Here’s a roundup of fannish perspectives in media industries that might be of interest to fans:
- There was extensive speculation about the slashy future of the new U.S. TV series 2 Broke Girls on New York Magazine’s Vulture blog, even though the show just debuted. It draws the conclusion that many experienced femslash fans might come to as well: “2 Broke Girls is on CBS, and while it’s possible to imagine the show developing an entirely different trajectory on cable — over the course of six seasons and many men, these two young women realize they are perfect, not for some dude with a nice six-pack, but each other! — it seems unlikely to transform into something overtly homosexual on a network…You just watch, come some May sweeps, Max and Caroline kissing will be a big ratings stunt.”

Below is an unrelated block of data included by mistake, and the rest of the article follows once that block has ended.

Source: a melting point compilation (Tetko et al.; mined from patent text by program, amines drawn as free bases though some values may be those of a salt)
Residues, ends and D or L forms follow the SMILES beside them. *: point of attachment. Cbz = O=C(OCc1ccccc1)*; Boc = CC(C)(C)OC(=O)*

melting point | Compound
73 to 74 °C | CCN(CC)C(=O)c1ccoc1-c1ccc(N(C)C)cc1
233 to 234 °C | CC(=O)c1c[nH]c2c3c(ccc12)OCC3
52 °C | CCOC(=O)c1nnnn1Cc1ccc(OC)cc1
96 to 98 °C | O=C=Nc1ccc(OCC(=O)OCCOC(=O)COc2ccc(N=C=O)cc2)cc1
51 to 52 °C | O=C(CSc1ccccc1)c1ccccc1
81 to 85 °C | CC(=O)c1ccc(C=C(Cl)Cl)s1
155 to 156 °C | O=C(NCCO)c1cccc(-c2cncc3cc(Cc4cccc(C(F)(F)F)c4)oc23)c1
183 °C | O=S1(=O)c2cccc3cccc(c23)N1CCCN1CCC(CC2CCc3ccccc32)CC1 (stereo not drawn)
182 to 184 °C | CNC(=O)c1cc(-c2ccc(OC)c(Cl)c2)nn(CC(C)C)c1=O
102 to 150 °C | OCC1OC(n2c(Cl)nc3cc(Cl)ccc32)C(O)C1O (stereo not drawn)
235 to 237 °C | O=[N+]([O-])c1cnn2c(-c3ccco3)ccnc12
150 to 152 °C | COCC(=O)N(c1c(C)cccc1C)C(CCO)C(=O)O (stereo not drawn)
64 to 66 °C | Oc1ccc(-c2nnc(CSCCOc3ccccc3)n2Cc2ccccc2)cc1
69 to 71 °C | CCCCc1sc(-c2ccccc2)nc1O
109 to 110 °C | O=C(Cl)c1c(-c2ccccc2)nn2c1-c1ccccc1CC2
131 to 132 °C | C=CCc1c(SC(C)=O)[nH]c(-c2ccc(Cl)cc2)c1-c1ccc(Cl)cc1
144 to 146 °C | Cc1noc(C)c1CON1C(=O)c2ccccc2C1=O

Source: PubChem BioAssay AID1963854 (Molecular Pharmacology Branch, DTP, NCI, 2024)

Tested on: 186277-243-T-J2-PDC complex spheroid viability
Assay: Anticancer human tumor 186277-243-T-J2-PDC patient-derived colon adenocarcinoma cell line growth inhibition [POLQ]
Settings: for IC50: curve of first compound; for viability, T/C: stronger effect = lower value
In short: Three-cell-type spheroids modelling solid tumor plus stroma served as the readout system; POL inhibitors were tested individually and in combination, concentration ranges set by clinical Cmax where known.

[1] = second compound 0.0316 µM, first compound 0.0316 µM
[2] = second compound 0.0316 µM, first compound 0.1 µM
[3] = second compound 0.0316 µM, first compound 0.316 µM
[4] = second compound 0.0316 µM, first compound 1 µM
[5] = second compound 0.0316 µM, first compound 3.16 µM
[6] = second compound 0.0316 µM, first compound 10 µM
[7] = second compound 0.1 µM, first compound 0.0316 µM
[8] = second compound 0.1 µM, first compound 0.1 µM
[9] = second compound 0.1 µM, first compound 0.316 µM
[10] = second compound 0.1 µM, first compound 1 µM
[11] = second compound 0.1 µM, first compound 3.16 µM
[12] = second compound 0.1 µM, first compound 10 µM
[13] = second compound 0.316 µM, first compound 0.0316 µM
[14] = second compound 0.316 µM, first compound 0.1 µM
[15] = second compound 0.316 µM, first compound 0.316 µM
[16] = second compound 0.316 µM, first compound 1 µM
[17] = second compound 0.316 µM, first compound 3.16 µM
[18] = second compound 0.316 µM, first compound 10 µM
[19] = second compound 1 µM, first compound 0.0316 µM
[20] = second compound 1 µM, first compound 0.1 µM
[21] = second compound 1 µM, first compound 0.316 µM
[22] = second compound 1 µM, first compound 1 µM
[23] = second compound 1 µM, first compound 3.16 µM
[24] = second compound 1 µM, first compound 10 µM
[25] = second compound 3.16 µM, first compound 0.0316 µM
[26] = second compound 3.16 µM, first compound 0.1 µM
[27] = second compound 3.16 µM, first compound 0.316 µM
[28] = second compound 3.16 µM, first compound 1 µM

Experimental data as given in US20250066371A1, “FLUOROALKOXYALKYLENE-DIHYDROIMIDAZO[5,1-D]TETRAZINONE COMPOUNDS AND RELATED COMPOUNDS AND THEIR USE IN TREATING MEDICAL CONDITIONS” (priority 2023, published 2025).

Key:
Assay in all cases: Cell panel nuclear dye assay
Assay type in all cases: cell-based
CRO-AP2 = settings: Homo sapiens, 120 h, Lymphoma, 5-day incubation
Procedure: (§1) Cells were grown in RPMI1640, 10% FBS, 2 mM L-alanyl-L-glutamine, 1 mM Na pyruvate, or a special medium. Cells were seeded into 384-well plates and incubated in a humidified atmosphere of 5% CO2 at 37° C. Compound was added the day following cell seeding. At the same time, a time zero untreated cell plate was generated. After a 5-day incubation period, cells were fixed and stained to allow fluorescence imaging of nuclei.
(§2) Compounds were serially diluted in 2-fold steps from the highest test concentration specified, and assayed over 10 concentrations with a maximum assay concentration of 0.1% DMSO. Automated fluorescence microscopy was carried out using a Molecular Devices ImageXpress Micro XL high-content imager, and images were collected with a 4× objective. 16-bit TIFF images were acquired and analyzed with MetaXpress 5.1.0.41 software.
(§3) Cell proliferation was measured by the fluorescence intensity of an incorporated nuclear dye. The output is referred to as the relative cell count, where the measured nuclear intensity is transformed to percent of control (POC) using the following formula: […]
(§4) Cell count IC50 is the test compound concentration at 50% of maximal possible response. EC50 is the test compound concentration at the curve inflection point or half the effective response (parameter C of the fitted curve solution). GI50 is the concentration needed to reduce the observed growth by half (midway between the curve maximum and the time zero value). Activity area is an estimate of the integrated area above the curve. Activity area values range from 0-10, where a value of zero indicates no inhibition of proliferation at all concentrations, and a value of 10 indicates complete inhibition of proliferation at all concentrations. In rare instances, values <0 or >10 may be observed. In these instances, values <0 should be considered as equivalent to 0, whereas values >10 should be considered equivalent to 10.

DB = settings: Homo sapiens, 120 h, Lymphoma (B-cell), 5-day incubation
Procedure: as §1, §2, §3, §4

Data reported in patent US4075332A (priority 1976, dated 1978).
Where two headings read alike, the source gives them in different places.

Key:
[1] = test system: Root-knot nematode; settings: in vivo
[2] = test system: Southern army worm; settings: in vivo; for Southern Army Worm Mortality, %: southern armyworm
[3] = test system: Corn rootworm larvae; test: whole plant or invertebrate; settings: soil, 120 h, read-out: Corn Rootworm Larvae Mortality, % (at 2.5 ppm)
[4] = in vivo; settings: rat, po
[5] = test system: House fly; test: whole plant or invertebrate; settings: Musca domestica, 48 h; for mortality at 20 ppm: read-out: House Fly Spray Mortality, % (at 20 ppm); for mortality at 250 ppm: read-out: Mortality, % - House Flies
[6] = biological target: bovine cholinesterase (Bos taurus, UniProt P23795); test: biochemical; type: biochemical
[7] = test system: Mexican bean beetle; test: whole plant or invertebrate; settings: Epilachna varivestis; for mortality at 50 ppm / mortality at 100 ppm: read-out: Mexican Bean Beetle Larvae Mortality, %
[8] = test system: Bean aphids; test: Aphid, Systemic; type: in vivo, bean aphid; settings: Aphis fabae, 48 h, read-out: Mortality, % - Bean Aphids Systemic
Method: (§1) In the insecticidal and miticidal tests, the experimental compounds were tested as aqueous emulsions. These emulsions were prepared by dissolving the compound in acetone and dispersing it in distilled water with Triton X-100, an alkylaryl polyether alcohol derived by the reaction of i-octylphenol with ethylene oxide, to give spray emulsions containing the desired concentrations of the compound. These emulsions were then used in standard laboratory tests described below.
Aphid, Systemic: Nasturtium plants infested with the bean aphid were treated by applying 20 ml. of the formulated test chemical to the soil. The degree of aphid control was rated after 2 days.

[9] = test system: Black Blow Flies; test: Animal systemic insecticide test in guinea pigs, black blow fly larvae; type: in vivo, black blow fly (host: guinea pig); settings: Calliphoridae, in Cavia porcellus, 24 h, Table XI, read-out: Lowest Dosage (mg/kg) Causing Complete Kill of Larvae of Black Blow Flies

- Another U.S. comedy, Community, has reached new heights in its pop-culture cred. In its season opener, the character Abed is devastated by the short seasons common to many UK TV shows, only to be appeased by being introduced to the decades-long series “Inspector Spacetime”. Fannish reaction to the Dr. Who parody spread quickly. Community, which utilizes many fannish texts and activities in its episodes, has inspired a new platform for the mingling of fannish practices and dialogue. “It’s a funny kind of magic – it’s unofficial, didn’t happen on TV, and just relies of [sic] fans’ understandings of not only TV shows, but how telly itself works.
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